Weekly Reading

Henry Kissinger's On China was a fascinating read. Deeply insightful and provided some real perspective on the Communist Party of China and how confucianism still leads and influences modern policy in the country. Kissinger is entirely too easy on Mao and the millions of deaths he caused as a result of his policies and the political upheaval that he lead - but I certainly learnt a lot about the history of the country and why some of the diplomatic policies were the way that they were. A hugely fascinating read if you want to understand what's going on in the world right now and how we got there.

I started reading Catherine Nixey's The Darkening Age: The Christian Destruction of the Classical World on Friday, it's, errrr, not off to a good start, but I'll hold off on my judgement until I've read the whole thing.

Unsurprisingly, the climate continues to be a pressing issue - immigration and mass migrations as a result of armed conflict have been serious issues for hundreds of years, but soon we'll start seeing these mass migrations occur as a result of climate change, with recent examples in Pakistan and Egypt showing how glacial thawing and rising sea levels will impact people's lives and livelihoods.

We already know some of the damage this can cause, we need to do something about it now.

Monoculture farming continues to be an environmental distaster, the most recent victim being the humble banana, which is now threatened by a fungus that could kill the plant off entirely.

Now seems like a good time to familiarise yourself with Yvon Chouinard and how his environmental beliefs have shaped the apparel company Patagonia. Business can help us save the environment - but only if we consume less and are more thoughtful about our purchasing habits.

I've heard people talking about Morning Brew for a while now but this article about their referral program is deeply insightful, without the toxic "growthhacker" mentality than you often see on topics like this. Covering everything from how they technically went about setting up the program to their reasoning behind their gift tiers, including breakdowns for CAC, there's a lot to learn from this.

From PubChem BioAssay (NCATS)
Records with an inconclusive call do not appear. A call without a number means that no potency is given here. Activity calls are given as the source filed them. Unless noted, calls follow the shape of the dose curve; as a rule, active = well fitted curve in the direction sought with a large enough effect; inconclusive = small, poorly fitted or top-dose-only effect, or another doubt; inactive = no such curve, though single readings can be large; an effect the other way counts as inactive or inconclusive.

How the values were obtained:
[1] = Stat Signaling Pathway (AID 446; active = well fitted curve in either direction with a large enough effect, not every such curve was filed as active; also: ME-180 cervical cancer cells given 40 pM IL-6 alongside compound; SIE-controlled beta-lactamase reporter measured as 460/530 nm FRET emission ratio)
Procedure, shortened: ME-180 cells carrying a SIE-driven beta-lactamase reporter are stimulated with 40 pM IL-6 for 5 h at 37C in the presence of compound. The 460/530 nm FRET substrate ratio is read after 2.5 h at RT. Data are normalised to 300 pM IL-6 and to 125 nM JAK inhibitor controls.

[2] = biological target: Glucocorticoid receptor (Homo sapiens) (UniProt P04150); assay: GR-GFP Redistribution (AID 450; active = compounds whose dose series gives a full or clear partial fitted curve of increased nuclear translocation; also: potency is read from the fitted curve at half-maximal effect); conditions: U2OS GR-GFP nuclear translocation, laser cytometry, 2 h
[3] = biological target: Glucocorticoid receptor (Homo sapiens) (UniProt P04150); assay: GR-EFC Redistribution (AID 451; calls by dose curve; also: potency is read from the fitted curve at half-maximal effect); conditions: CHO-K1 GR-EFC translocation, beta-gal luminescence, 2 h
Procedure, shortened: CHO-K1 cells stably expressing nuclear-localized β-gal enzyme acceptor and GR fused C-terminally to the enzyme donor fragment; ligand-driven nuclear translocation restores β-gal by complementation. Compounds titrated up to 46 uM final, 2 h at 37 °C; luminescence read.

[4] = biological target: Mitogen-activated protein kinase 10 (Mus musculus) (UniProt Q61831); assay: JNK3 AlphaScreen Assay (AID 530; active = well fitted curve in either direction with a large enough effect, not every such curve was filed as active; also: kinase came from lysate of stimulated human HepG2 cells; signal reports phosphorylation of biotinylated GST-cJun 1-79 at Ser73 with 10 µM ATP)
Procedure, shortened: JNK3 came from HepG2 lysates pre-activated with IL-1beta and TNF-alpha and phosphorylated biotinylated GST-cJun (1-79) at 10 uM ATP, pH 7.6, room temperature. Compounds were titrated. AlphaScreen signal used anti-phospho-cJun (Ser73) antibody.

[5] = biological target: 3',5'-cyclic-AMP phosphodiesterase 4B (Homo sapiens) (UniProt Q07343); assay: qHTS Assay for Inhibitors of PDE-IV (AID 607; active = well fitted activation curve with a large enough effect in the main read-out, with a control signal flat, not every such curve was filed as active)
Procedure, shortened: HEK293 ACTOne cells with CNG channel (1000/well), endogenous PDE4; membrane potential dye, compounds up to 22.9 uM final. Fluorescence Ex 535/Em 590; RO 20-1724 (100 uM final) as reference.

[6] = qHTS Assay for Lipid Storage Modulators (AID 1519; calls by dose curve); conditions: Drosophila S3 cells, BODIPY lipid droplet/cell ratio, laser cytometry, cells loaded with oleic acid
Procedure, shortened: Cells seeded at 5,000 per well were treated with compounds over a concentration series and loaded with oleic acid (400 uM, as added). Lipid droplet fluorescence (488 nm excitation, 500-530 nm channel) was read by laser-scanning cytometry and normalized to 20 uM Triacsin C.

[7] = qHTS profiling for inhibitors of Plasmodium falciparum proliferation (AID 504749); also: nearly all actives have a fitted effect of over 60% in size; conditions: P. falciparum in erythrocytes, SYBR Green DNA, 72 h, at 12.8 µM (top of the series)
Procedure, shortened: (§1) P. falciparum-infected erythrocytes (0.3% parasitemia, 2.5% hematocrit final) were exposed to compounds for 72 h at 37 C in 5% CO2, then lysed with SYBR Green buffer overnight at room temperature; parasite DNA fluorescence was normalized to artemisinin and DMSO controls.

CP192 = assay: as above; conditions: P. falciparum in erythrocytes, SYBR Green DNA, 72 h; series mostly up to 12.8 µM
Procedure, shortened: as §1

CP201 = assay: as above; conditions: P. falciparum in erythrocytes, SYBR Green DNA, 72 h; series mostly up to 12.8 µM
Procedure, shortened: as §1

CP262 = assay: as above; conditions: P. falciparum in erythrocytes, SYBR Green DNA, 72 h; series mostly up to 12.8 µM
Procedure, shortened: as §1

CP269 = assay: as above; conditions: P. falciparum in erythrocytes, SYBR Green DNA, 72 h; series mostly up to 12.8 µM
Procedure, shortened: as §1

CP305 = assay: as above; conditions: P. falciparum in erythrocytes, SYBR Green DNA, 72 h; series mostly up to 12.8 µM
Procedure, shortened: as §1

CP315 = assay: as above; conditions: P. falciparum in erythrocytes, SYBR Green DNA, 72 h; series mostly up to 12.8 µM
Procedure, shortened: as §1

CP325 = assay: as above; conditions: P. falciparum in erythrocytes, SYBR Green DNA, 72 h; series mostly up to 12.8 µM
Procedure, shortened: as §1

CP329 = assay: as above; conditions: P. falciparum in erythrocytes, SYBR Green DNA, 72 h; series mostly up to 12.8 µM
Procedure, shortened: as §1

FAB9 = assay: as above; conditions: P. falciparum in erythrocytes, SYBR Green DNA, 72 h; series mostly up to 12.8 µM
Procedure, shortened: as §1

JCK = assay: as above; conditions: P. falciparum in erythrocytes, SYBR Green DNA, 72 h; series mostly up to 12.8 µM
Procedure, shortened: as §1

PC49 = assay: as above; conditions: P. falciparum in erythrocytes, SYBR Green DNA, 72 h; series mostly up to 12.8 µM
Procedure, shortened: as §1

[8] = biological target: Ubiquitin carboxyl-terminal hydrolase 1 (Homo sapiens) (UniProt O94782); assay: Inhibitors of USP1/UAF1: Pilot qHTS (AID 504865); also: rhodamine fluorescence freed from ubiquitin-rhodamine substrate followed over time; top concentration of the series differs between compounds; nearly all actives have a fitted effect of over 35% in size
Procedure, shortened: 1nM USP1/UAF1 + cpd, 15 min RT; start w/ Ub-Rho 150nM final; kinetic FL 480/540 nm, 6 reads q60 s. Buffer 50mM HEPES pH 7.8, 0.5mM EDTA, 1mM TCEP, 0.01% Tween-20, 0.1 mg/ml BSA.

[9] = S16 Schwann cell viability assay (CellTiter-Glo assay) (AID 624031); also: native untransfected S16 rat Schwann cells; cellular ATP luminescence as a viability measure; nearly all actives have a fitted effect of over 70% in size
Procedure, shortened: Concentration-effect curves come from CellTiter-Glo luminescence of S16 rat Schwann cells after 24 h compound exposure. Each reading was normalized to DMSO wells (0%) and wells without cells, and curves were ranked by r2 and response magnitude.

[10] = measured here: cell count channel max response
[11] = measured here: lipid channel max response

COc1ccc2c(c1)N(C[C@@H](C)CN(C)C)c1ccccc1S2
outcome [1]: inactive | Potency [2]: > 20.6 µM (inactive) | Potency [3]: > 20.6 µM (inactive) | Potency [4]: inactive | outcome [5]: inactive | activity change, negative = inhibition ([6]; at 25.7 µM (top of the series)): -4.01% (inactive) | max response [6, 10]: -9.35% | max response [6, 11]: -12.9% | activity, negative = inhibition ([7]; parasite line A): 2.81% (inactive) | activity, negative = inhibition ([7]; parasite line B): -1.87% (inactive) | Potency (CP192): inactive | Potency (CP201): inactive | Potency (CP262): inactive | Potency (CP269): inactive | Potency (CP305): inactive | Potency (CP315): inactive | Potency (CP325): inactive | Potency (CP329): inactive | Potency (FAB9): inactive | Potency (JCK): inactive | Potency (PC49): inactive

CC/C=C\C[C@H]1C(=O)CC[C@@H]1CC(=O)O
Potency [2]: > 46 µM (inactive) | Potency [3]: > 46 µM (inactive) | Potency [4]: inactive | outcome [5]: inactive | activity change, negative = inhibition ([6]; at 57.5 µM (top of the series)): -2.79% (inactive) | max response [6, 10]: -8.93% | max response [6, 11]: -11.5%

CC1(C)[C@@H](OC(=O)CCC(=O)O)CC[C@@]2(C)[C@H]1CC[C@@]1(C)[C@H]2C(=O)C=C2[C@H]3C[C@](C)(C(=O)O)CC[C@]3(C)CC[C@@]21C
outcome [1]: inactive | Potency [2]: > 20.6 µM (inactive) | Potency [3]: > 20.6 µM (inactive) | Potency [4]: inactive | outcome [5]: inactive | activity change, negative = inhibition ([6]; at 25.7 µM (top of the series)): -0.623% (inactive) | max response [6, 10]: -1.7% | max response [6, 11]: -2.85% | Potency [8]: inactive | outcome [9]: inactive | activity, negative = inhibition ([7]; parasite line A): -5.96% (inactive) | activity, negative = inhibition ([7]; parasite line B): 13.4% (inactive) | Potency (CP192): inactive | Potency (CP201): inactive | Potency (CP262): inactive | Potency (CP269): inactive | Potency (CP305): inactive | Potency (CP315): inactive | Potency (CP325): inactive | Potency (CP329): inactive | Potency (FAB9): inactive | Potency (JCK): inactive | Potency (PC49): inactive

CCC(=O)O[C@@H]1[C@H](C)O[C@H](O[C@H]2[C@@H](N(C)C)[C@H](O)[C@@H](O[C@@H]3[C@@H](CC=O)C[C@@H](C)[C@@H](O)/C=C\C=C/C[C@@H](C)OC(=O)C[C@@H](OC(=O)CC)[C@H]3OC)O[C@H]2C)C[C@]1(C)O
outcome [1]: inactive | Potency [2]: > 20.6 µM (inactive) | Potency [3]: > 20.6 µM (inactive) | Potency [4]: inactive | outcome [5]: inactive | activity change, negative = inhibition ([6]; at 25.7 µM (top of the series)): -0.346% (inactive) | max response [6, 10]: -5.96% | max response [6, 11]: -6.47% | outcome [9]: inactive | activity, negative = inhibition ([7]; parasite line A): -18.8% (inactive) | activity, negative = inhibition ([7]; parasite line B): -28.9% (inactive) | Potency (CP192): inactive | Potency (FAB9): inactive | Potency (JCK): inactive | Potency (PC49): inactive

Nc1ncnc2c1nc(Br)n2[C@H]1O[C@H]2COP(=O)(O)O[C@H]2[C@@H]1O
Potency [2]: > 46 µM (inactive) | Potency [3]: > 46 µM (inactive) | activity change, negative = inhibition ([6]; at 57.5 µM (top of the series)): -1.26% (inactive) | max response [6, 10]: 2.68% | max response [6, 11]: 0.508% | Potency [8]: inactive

While you're here, you should sign up to their daily email as well (That's a referral link 😉, I want the mug!).

I'm a big fan of Wikipedia, and some of the absurd policies and fringe interests that run on the site.

Speaking of Wikipedia, did you know that it's built on an open source PHP platform called Mediawiki? Jacobian on Twitter got me thinking about the good old days, when you could get software running on a server without needing to understand command lines, containers, front end frameworks and all that other gubbins. It's still a language that's used all across the web, including Slack, so maybe it's time we started taking it seriously again?

Want to save capitalism? Maybe we should all just be getting paid more so we can consume more, or, you know, consume more ethically.

The videogame industry has a politics problem, and an audience that's too uneducated to understand that supporting the status quo is, in and of itself a political stance. Gamergate exposed an ugly underbelly to male hobby led online communities, and it appears some people have been taking note. Disney appear to be weaponising their audience in their recent failed negotiation attempts with Sony with regards to the Spider Man franchise.